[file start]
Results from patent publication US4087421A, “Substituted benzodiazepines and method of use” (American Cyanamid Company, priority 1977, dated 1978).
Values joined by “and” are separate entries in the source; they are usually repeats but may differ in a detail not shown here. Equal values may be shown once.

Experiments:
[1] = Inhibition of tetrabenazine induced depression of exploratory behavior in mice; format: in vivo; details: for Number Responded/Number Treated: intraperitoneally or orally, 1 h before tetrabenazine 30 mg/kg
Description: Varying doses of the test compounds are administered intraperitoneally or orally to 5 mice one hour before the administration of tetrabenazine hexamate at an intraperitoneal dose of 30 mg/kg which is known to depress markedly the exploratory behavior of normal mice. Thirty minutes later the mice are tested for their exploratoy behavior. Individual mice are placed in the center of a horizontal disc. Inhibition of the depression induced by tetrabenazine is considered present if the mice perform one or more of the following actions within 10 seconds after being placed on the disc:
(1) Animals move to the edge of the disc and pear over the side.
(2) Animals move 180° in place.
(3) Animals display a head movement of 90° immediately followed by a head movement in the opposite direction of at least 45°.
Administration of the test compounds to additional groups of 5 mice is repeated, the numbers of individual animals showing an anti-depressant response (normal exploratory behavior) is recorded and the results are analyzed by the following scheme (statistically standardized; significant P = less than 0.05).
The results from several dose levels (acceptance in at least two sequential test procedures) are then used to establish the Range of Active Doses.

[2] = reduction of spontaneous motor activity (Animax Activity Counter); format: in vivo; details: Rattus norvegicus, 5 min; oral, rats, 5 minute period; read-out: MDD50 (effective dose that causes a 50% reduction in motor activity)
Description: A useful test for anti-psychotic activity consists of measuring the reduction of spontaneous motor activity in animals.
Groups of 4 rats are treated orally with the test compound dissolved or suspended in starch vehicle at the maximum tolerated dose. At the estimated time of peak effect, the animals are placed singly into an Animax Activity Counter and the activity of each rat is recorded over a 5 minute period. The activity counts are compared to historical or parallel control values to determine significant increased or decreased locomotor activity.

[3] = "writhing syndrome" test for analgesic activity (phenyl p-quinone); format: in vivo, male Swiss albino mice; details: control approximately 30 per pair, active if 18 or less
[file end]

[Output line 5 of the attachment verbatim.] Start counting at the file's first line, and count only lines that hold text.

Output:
Description: Varying doses of the test compounds are administered intraperitoneally or orally to 5 mice one hour before the administration of tetrabenazine hexamate at an intraperitoneal dose of 30 mg/kg which is known to depress markedly the exploratory behavior of normal mice. Thirty minutes later the mice are tested for their exploratoy behavior. Individual mice are placed in the center of a horizontal disc. Inhibition of the depression induced by tetrabenazine is considered present if the mice perform one or more of the following actions within 10 seconds after being placed on the disc: